President Donald Trump wants to see $1.5 trillion in new road and bridge construction across the country, but local officials say it’s not clear Calhoun County would get anything out of Trump’s plan.
“There are only a few projects in the state that would qualify, and none of them are near us,” said Jacksonville City Councilman Jerry Parris, a member of the Anniston-based Metropolitan Planning Organization, a regional road-planning agency.
Parris and his colleagues on Monday got their first look at Trump’s long-awaited plan to rebuild the nation’s infrastructure. On the campaign trail, Trump promised major reinvestment in roads, bridges and airports — a call that seemed to have broad, bipartisan support. For more than a year, state and local officials waited for a federal spending push and wondered what sort of local-spending strings would be attached.
Now they know more. On Monday the White House released a plan to “stimulate at least $1.5 trillion” in new construction — at a cost of only $200 million to the federal government. Under Trump’s plan:
- The federal government would kick in 20 percent of the cost of new road or bridge projects; local governments or other entities would pay the other 80 percent
- Give states more power to collect tolls on interstate highways
- Allow states to commercialize interstate rest areas
- Sell some federal property, including Tennessee Valley Authority transmission lines
- Offer $50 billion in grants to states, without any state match, to spend on infrastructure in rural areas.
Federal officials might have trouble finding states willing to take up that 80/20 offer. That’s because the federal government has historically picked up much more of the tab for state-and-federal road projects. In fact, it’s much more typical for the federal government to pay 80 percent, with local governments putting up the last 20 percent.
“If that were the split, it would be tough,” Calhoun County administrator Mark Tyner said. County government would still not “turn a blind eye” to federal assistance, he said, though the decision to spend might become more difficult.
The American Society of Civil Engineers gave the state a C-minus in its yearly report card on infrastructure last year. The group found that 9 percent of the state’s bridges were structurally deficient — and it criticized the state for not having a clear picture of how many of its dams were at high risk of failure.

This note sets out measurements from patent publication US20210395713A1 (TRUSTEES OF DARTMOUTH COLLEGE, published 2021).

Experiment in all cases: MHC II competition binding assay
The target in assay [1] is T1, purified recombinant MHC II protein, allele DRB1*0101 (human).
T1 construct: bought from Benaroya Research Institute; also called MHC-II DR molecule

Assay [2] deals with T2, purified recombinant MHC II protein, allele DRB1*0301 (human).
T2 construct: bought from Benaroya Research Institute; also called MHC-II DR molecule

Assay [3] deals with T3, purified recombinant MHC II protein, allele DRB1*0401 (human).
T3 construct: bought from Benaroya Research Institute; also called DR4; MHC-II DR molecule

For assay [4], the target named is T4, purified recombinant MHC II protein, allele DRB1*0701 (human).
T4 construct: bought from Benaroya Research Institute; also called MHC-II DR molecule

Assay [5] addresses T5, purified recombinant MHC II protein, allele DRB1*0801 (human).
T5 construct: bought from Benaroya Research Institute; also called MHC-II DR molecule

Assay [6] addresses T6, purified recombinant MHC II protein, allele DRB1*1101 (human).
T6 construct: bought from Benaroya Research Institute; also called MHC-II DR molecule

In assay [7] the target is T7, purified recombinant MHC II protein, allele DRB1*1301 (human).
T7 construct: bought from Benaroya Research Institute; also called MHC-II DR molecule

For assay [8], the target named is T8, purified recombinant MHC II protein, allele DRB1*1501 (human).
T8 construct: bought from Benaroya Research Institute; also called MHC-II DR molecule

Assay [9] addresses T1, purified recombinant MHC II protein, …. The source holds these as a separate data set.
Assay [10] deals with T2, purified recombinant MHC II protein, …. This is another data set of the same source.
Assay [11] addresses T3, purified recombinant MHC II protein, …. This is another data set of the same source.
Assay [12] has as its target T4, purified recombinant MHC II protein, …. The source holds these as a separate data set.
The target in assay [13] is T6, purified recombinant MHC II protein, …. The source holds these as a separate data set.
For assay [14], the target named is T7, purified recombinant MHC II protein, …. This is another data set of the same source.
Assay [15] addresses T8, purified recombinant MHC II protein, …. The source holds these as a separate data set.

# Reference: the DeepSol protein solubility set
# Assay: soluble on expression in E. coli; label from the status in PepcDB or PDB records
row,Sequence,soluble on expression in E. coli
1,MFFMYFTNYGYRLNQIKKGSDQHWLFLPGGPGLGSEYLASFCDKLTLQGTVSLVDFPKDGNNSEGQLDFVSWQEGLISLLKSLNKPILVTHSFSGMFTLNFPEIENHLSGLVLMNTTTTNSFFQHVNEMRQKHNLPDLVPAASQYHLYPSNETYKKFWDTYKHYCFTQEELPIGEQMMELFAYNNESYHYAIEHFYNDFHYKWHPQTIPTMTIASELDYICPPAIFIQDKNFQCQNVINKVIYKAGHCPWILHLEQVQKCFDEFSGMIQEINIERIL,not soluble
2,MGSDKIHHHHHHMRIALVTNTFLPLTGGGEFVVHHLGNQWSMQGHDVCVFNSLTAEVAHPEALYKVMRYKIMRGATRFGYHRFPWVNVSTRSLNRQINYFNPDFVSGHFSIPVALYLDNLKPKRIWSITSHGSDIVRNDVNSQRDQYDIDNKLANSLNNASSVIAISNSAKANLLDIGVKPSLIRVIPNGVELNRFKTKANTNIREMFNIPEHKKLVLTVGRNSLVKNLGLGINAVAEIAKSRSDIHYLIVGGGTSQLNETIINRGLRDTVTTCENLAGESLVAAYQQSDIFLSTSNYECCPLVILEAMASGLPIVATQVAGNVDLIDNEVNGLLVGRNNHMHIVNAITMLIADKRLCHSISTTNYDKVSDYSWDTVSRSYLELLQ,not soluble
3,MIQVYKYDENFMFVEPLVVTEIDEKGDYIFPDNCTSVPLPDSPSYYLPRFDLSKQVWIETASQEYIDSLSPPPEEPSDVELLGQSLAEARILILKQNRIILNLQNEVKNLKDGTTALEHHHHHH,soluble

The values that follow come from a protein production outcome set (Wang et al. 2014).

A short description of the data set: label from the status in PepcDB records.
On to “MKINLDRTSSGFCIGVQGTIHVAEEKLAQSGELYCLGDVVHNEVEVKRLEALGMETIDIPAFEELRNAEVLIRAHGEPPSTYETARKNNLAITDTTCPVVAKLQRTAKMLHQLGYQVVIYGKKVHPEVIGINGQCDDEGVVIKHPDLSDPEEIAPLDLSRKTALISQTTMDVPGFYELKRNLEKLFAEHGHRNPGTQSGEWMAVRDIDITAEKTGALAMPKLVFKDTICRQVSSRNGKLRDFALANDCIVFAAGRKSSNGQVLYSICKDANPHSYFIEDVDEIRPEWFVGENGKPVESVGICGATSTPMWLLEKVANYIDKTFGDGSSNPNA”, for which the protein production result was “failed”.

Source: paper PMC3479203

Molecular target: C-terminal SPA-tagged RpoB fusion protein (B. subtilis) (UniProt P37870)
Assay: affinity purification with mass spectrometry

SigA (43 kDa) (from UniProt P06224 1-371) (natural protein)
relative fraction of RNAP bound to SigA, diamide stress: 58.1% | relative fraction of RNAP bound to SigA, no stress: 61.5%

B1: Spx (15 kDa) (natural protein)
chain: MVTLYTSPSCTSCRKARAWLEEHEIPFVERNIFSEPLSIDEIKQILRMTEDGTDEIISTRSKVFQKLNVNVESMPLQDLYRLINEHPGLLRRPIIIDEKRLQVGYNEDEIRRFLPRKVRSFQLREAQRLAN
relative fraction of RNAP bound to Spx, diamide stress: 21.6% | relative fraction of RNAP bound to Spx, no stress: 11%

One key to the state’s infrastructure problems lies in its gas tax, an 18-cent-per-gallon fee that hasn’t gone up in the last 25 years. With inflation and more efficient cars, the purchasing power of the revenue from that tax goes down every year.
Under Trump’s plan, state and local governments could team up with private investors to find the money to match the federal government’s offers. Parris, who attended a League of Municipalities conference on transportation spending Tuesday, said it was clear that most communities didn’t have private partners willing to spend the amount needed to build a road.
“There are three areas in the state where they have enough traffic for a toll road, and they’re all near Mobile,” Parris said.
Business groups such as the Business Council of Alabama have been pushing for more infrastructure spending in recent years. On Tuesday, the group had cautious praise for the Trump plan.
“I think the 80/20 match, the way it used to be, would have been great,” said Drew Harrell, director of the Alliance for Alabama’s Infrastructure, a group BCA set up to advocate for road spending. “But to miss out on any amount at all would be a mistake.”
The plan also won the support of the Alabama Farmers Federation, which praised Trump’s rural spending plan.
“What we saw in the president’s release is something that’s optimistic about rural areas,” said Jeff Helms, spokesman for ALFA.
Trump’s plan would offer lump-sum grants to states to spend in “rural areas with populations of less than 50,000.”
It’s unclear what the term “areas” means under the terms of the proposal, though 37 of Alabama’s 67 counties have populations below 50,000, according to the Census Bureau. A few additional counties fit the Census Bureau’s definition of a “micropolitan area,” essentially a rural area with no population center of more than 50,000 residents.
Calhoun County, with more than 100,000 residents, doesn’t fit either definition.